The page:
By Bob Harner
Once the Excelsior docked in San Francisco in July 1897 and a handful of newly rich miners disembarked with sacks of gold nuggets, the Canadian Klondike Gold Rush was underway. By spring of 1898, more than 30,000 would-be prospectors and entrepreneurs (most from the U.S.) were building boats at the Yukon River for the 600-mile voyage to the gold fields.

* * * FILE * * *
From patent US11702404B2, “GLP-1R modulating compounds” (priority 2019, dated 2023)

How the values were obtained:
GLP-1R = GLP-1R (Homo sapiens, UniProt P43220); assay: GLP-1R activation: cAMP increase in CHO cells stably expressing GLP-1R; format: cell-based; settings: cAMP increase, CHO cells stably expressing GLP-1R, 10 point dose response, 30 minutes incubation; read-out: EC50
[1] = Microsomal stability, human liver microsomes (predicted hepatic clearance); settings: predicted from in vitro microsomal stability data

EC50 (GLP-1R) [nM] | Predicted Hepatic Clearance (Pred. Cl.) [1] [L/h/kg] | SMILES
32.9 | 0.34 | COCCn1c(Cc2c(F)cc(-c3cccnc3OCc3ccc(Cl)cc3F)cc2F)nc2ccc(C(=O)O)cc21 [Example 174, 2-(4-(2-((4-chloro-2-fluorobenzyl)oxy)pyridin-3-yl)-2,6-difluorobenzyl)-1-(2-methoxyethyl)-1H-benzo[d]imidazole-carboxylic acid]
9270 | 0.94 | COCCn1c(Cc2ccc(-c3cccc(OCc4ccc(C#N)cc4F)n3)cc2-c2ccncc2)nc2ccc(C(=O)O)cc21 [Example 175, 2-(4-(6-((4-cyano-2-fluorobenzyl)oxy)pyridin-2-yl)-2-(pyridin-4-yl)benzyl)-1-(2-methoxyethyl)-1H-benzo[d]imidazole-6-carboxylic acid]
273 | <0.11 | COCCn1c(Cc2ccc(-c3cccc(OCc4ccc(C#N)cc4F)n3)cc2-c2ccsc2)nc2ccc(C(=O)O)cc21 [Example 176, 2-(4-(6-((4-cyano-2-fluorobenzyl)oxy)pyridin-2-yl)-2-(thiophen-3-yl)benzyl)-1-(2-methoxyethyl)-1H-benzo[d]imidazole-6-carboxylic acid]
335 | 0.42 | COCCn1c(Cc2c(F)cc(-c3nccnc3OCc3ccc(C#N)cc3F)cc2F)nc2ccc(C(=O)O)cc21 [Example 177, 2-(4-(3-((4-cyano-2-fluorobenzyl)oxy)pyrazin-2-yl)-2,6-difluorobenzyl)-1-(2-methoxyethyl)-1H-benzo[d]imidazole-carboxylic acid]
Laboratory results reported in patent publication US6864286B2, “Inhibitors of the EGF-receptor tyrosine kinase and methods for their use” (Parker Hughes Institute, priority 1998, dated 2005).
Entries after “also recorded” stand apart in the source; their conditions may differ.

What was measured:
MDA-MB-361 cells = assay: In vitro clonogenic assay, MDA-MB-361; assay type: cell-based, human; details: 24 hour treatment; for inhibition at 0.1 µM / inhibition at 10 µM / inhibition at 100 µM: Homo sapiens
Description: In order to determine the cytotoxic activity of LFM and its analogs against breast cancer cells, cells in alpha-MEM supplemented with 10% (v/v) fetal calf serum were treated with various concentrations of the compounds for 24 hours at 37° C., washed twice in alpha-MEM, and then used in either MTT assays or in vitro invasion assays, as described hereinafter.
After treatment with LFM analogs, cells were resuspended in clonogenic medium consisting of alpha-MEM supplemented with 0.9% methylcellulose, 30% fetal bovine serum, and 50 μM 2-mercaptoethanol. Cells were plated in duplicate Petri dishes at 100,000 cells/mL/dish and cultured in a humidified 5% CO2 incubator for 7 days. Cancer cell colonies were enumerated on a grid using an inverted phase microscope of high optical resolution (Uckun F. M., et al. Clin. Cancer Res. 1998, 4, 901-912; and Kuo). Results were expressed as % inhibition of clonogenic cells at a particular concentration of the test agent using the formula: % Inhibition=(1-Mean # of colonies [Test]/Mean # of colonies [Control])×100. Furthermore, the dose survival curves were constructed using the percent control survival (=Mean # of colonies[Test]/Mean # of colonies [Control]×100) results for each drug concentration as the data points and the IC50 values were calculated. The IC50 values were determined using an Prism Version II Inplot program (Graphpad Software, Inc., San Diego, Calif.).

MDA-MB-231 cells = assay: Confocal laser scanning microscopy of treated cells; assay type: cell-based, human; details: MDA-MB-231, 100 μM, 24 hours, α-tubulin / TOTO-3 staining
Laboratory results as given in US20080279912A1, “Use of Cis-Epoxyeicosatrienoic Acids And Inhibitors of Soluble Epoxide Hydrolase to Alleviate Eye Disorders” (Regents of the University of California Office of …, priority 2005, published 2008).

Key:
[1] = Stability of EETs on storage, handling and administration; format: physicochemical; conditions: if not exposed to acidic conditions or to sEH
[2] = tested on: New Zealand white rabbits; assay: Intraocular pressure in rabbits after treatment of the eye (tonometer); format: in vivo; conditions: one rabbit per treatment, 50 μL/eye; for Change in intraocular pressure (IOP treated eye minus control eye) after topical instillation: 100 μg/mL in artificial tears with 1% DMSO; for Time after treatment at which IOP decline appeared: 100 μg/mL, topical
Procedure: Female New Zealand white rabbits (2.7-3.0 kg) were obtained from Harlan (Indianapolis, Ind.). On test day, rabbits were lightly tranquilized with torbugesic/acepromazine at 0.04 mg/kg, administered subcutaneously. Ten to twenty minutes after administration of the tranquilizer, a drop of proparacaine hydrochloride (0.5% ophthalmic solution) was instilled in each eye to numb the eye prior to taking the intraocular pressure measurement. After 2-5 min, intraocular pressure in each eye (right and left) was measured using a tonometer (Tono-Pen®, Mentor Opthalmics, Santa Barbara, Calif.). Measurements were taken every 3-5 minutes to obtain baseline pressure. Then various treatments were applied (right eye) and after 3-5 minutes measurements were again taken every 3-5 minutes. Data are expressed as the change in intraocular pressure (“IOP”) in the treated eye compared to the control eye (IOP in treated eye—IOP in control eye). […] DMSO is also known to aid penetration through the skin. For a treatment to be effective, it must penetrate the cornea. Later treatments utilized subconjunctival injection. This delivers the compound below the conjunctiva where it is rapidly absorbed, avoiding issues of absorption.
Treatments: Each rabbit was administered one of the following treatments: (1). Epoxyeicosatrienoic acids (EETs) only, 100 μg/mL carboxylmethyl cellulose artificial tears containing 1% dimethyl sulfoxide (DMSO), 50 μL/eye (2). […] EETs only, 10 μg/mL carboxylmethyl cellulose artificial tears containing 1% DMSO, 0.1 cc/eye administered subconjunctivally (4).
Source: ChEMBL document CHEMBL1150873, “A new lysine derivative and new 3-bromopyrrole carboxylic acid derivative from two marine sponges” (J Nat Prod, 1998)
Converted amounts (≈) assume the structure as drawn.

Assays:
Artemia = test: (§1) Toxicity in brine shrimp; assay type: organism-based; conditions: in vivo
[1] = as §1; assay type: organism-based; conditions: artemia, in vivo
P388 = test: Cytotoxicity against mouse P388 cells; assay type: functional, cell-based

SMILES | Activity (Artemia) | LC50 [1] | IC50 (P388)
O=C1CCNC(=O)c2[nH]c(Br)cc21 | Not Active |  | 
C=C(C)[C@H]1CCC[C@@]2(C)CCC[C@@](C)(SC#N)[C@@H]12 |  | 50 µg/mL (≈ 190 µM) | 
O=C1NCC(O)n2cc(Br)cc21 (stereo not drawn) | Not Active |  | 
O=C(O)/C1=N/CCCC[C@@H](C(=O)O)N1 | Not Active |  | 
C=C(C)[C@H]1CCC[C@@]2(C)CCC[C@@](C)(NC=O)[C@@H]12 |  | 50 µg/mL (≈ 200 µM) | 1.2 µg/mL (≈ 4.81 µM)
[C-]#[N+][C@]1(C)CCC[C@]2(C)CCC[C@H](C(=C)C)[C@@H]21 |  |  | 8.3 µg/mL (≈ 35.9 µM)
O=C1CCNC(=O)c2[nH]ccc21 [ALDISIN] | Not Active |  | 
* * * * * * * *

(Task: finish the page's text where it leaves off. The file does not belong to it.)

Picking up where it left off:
As early as January 1898, Arizona and Prescott were already gripped by gold fever. In a single month, the Prescott Weekly Courier reported multiple departures for the Yukon, along with other related news. For example, the January 7 edition states: “Peter Wenn, who has for a long time been in the employ of Goldwater Bros., has resigned his position with that firm and anticipates a starting for Dawson...next Wednesday. May he strike it rich.”